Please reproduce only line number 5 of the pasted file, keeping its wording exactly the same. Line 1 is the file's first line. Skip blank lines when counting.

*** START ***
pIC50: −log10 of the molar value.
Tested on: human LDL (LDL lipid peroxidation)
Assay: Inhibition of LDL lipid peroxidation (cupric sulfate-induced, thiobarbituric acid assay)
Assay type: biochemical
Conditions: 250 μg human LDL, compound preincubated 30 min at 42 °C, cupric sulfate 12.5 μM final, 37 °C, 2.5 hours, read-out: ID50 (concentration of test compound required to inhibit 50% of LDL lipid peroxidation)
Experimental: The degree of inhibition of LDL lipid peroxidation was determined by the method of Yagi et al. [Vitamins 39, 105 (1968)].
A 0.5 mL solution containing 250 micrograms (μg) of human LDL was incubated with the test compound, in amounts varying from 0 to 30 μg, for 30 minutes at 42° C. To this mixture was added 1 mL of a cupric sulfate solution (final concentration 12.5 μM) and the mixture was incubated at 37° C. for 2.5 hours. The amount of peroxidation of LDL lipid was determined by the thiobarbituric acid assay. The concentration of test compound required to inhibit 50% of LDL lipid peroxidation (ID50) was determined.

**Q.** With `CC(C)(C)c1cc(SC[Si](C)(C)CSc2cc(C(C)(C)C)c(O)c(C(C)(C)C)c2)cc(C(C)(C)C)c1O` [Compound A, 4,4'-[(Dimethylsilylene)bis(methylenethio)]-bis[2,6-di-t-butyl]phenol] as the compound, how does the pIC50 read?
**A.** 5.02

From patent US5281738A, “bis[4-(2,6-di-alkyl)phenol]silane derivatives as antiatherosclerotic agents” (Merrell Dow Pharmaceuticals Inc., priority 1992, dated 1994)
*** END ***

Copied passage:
Conditions: 250 μg human LDL, compound preincubated 30 min at 42 °C, cupric sulfate 12.5 μM final, 37 °C, 2.5 hours, read-out: ID50 (concentration of test compound required to inhibit 50% of LDL lipid peroxidation)